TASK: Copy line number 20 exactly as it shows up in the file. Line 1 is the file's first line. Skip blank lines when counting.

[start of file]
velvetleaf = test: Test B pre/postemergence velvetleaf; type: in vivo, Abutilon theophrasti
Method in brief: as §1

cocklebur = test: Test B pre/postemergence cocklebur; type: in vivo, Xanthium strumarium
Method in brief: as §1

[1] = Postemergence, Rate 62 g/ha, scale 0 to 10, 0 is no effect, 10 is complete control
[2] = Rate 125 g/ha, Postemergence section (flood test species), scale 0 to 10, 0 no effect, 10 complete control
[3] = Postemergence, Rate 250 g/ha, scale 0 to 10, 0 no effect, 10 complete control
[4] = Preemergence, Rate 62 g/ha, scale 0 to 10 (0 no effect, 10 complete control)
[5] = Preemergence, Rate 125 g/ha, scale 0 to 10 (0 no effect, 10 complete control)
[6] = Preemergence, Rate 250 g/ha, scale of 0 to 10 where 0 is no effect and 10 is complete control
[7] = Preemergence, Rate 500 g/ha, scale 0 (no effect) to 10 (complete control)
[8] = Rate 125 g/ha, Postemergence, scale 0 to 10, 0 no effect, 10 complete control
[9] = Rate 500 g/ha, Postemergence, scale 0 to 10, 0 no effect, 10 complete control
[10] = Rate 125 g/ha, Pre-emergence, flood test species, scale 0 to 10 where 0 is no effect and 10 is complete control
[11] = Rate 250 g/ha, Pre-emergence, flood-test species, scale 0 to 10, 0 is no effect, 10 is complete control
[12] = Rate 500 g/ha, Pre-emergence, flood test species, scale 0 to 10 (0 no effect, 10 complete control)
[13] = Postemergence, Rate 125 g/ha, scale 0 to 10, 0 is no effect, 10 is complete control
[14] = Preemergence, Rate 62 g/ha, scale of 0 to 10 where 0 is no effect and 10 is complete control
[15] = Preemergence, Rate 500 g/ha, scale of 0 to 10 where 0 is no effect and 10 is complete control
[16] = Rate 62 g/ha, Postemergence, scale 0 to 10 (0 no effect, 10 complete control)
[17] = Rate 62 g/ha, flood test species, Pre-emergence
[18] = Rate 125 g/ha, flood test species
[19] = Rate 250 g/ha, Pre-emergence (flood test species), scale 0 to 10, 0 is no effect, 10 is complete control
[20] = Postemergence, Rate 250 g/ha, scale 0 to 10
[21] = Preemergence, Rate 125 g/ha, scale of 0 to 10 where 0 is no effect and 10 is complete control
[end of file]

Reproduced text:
[16] = Rate 62 g/ha, Postemergence, scale 0 to 10 (0 no effect, 10 complete control)